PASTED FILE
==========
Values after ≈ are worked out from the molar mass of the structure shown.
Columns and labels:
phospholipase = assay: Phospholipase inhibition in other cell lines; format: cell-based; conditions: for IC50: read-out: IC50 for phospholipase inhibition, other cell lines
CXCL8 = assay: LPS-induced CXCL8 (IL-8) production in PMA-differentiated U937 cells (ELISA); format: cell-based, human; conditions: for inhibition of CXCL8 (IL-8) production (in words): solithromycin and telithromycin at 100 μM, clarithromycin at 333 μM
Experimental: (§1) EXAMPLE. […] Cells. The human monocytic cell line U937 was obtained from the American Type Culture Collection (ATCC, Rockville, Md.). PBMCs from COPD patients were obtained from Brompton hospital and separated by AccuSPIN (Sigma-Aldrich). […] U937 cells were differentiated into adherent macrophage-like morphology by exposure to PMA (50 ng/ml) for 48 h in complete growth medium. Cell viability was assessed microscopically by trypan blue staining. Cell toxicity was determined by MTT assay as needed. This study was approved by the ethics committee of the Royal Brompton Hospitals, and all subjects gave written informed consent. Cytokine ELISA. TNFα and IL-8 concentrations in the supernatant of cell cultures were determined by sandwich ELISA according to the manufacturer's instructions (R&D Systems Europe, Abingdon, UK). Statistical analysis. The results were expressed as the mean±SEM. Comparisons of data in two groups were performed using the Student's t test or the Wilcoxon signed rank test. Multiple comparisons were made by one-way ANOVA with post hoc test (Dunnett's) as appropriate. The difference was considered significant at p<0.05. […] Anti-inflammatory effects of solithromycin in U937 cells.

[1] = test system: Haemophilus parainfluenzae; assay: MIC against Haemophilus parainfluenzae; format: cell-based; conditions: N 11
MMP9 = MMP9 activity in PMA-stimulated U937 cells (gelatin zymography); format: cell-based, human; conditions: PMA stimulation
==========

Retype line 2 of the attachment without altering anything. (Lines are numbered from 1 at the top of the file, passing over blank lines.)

Columns and labels: